How to Build a Winning Team

Have you ever watched a group of kids playing a new sport and wondered, will they ever learn this game? I was reminded recently of when I coached our daughter’s soccer team.  They would run all over the field chasing the ball. They were like a pack moving forward and backward, and side to side, as the ball was kicked by someone.  At the time I had no idea how to build a winning team.

No one knew what to do with the ball, other than to kick it.  Occasionally there was a player that had some athletic ability and could run faster than all the rest.  They would break away from the pack and sprint off down the field with the ball. Inevitably they would stumble and the pack would catch up to them and get the ball back. Or if they were very talented, they might even score a goal.

As an adult, we would look at this group of soccer players and wonder if they would ever learn how to play as a team.

After a couple of games of playing together, the team would get to know each better.  The talented kids would start to dominate the play and even taking the ball away from their own player.  This was easier then waiting for a pass. It was not pretty, but it achieved the goal of getting the ball into the back of the net.

Individual commitment to a group effort - that is what makes a team work, a company work, a society work, a civilization work.


This conversation came up when I was talking to a CEO about their business teams, and how the behaviours of individual team members impacts all the other team members.

The CEO was frustrated that some of their teams were dominated by 1 or 2 members, and there seemed to be very little growth opportunities for the other team members.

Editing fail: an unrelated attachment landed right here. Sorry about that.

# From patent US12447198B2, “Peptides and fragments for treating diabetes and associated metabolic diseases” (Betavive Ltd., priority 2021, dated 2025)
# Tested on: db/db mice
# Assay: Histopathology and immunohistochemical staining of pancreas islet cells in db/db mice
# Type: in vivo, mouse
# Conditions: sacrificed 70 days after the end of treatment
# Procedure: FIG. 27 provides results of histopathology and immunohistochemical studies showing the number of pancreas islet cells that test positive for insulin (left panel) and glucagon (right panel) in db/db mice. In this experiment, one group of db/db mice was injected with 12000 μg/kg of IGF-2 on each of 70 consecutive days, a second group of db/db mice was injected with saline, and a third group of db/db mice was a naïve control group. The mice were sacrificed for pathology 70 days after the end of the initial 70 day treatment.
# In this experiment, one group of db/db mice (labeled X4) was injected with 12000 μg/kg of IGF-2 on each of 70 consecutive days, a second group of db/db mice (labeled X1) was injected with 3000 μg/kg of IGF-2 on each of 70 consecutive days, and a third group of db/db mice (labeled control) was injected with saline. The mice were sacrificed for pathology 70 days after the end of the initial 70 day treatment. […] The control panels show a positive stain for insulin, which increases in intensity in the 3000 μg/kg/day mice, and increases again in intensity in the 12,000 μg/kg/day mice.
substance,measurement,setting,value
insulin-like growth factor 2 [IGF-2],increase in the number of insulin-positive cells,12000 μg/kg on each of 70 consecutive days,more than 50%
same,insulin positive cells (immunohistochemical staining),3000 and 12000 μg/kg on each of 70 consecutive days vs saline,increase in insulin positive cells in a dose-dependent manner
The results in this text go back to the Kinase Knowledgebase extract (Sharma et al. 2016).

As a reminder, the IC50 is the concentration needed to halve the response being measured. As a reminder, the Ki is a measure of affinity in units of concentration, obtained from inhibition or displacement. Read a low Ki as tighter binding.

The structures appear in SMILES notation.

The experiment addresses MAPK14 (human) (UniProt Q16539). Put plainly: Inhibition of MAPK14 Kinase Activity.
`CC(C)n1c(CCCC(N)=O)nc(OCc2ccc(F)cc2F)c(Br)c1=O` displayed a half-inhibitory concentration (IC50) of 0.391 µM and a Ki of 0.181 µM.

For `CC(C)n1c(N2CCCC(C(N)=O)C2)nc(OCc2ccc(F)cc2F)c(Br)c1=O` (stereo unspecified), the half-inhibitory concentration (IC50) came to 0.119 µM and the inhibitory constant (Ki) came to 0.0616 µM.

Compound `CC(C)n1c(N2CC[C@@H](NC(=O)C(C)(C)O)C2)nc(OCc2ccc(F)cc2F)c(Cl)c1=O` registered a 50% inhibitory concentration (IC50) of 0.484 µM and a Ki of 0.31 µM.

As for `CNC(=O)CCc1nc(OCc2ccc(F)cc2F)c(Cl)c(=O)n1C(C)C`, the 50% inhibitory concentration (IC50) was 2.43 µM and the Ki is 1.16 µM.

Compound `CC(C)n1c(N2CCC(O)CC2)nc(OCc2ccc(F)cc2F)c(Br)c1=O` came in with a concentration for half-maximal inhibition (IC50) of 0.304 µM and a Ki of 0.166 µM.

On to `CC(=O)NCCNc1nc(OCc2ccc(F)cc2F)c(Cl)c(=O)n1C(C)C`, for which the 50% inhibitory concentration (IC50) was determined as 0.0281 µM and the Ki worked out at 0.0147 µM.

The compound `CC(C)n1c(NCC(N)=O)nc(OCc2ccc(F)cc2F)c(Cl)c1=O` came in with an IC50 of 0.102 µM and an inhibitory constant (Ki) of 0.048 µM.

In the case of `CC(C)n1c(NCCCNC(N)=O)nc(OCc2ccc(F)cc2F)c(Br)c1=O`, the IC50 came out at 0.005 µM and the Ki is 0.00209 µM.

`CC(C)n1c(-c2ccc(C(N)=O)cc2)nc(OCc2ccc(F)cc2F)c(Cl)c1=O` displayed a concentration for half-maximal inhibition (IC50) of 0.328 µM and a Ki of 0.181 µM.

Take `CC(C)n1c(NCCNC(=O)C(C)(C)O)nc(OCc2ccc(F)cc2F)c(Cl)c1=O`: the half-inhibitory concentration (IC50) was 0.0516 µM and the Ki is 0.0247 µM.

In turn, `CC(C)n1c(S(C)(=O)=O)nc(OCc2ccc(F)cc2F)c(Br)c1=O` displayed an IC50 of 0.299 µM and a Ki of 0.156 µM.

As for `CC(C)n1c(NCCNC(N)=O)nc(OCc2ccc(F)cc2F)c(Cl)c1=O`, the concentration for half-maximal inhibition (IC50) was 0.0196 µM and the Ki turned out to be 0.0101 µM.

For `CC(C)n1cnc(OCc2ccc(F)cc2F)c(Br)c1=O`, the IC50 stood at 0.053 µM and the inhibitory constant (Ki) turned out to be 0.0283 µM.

In fact, the teams were not functioning as a team at all.


How do you get people to function as a team?

Let’s start at the beginning.

What is a team?
A team is a group of people that share promises with each other and collaborate together, to generate action and to achieve goals, through coordination and commitment. Credit to GAPLD

Although somewhat wordy, this definition includes all the key attributes of a team.

If you are a leader that is building a team, or looking to improve your current team, here are 5 key elements for any team.

1. Meaningful & Common Purpose – All teams must have a shared purpose that is meaningful to all members.
2. Strong Commitment to Get Work Done – All team members must be dedicated to the shared purpose and commit to get the job done.
3. Specific Performance Goals – Leaders must set clearly defined goals for the team that are specific, measurable and achievable.
4. Mutual Accountability to Each OtherTrust is what will make a team perform and when all team members are accountable to each other they will achieve the goals.
5. Mix of Complimentary Skills – All teams must have a mix of skill sets that compliment each other as this ensure that the team is focused on all outcomes to achieve the goal.

Ultimately, the practices of a good team is not about the bricks (people), it is about “the mortar” that holds it all together.


How are good teams built? With clarity.

Just as when those kids were chasing the ball all over the field, teams can sometimes feel as though they are doing the work, but not producing the results. This is caused by a lack of clarity for the team and each of the members.

Consider these points of clarity for a new team or a team that is not functioning as expected.

  • Is there a clearly defined scope and a set of boundaries?
  • Does the team have clear rules or a code of conduct?
  • Does the team understand how they will make decisions?

For teams that have mastered the previous three points, ongoing dialogue is required to ensure the functioning of the team.

  • What new projects are brought to the team?
  • How does the team pass work to others, or get clarify from their leaders?
  • How are key deadlines transitioned or handed off to others?

Leaders inspire effective action toward desired goals and they know that a shared purpose is more powerful than a collection of individual accomplishments.

Just as with business teams, once the leader (coach) provides a shared purpose, sets some boundaries and learns each of the team members strengths, our daughter’s team started to work together as a good team.

Which of the five elements are you focusing on with your team?